This week’s Ask a North Korean deviates somewhat from our usual formula. Instead of publishing answers to readers’ questions, we’re publishing the first part of a series of excerpts from an upcoming e-book by one of our longtime contributors, Ji-Min Kang, which will be released later this year.
In this excerpt, Ji-Min, who now lives in London, recounts a meeting he had when working for the ruling party’s Propaganda and Agitation Department.
I stepped out of my office to meet with a South Korean who had willingly moved to North Korea.
I arrived at the old inn where he was staying at dusk. When I stepped into his room, it was so dark that I could barely see his face and the room stank. There was a light on the ceiling which exuded red light onto the floor, but it didn’t help at all. The room reeked of fried corn and fungus.
I saw a man walking towards me. His face was tanned but his teeth were shining. This guy had a big smile on his face while walking towards me: he must’ve been waiting for me for a while.
“Pleased to meet you. I’m Lee Jinsok.”
He spoke with slight Seoul accent he was yet to get rid of completely. Soon, I got used to the darkness of the room and I could get a closer look at his face. Although his face was tanned and the clothes he was wearing were already out of fashion, he carried himself with elegance and dignity.
There’s a saying in Korea which goes “Women are more beautiful in the North and men are more handsome in the South.” This man was living proof. He was an intelligent man with a handsome smile. It was obvious to me that he was very different from other South Koreans who had entered North Korea voluntarily.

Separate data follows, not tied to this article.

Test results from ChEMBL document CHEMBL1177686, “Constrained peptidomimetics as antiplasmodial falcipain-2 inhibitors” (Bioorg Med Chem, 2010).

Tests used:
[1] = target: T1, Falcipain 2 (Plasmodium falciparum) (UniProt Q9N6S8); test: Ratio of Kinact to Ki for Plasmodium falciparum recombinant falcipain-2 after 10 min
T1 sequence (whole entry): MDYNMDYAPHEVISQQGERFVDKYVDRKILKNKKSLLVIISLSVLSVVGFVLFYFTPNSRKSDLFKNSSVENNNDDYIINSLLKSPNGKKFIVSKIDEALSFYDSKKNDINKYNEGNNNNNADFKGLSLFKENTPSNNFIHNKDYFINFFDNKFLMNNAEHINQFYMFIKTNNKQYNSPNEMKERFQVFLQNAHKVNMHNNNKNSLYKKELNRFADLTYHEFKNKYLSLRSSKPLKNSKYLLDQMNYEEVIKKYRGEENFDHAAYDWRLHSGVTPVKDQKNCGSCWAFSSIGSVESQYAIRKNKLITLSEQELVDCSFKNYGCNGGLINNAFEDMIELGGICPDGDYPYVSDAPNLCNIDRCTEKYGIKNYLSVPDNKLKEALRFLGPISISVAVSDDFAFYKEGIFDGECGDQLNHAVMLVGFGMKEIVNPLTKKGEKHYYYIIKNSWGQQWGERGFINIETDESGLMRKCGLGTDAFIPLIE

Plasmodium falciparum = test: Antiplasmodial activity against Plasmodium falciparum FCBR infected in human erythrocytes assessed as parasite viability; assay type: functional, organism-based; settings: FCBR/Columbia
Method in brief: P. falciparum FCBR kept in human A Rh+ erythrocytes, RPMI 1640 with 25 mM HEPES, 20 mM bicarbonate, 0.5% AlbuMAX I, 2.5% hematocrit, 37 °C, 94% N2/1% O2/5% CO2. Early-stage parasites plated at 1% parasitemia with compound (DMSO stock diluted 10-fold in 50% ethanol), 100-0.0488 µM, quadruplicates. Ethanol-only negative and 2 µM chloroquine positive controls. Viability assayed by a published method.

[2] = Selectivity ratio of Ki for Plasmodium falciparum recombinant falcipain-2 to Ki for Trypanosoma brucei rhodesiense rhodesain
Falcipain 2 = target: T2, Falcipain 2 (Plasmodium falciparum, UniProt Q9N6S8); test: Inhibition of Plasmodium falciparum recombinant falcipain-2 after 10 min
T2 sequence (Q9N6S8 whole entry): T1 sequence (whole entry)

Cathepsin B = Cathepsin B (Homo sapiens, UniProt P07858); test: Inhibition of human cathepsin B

To be honest, all the South Korean defectors I had seen were sly human beings who only cared about flattering the regime. These people settled down in Pyongyang after marrying women the regime chose for them: they had no other choice.
That was the first step to the revolutionary mission assigned to them by the regime. At every ceremony and event, they stood on stage and enthusiastically spoke of the importance of working for the Great General and sustaining and embracing the authority of the Juche Chosun.
He spoke with slight Seoul accent he was yet to get rid of completely
We walked out of the cold dark room of the old inn and started walking downtown, and I took a closer look at him once we were out on the street, walking side by side. He wasn’t at all impressed by the luxury of Pyongyang. He only walked in silence.
We walked past Ryukyung-dong and the People’s Cultural Palace. He barely spoke. It had been 40 minutes or so. A group of loud foreign tourists walked past. They were absolutely obnoxious. Their tour guide gave an explanation of the statue of Kim Il Sung in spectacular English.
Of course, I didn’t understand a word of English back then. But the South Korean man by my side chuckled with a wry smile on his face and gave a glance to the tour guide. Then, he turned around and kept walking straight toward the Taedong river.
This was the spot to get the best view of Pyongyang at night. Lights began reflecting onto the Taedong river and the Juche Ideology Tower shined ever more brightly among them. I tried to break the silence by saying “Have you tried Taedonggang beer yet? I highly recommend it.”
Taedonggang beer was popular, but not everyone gets a chance to taste it. He nodded approvingly. We walked into the first pub that came into our sight. It was a shack where there were only a few tables and people were mostly standing inside, but it was already crowded with loads of people. A few old men were already heavily drunk and moving about noisily. When we were served with two glasses of beer and boiled chicken feet, we raised our glasses to toast.